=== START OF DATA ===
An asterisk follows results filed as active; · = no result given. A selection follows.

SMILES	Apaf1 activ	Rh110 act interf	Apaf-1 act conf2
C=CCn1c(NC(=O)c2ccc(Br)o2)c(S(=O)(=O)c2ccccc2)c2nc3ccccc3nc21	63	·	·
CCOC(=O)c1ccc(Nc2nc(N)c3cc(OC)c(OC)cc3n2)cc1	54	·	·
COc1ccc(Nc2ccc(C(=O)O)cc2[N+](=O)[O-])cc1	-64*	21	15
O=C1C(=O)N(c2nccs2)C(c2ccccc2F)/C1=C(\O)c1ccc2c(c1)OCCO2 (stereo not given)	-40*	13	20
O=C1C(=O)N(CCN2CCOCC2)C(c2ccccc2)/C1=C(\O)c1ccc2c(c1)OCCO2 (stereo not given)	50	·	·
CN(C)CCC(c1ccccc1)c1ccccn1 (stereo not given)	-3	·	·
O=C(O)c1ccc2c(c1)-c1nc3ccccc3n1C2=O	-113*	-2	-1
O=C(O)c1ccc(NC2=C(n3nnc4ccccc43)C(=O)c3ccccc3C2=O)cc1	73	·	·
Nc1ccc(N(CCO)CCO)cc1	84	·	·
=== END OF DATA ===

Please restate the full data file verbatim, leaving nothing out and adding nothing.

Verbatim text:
An asterisk follows results filed as active; · = no result given. A selection follows.

SMILES	Apaf1 activ	Rh110 act interf	Apaf-1 act conf2
C=CCn1c(NC(=O)c2ccc(Br)o2)c(S(=O)(=O)c2ccccc2)c2nc3ccccc3nc21	63	·	·
CCOC(=O)c1ccc(Nc2nc(N)c3cc(OC)c(OC)cc3n2)cc1	54	·	·
COc1ccc(Nc2ccc(C(=O)O)cc2[N+](=O)[O-])cc1	-64*	21	15
O=C1C(=O)N(c2nccs2)C(c2ccccc2F)/C1=C(\O)c1ccc2c(c1)OCCO2 (stereo not given)	-40*	13	20
O=C1C(=O)N(CCN2CCOCC2)C(c2ccccc2)/C1=C(\O)c1ccc2c(c1)OCCO2 (stereo not given)	50	·	·
CN(C)CCC(c1ccccc1)c1ccccn1 (stereo not given)	-3	·	·
O=C(O)c1ccc2c(c1)-c1nc3ccccc3n1C2=O	-113*	-2	-1
O=C(O)c1ccc(NC2=C(n3nnc4ccccc43)C(=O)c3ccccc3C2=O)cc1	73	·	·
Nc1ccc(N(CCO)CCO)cc1	84	·	·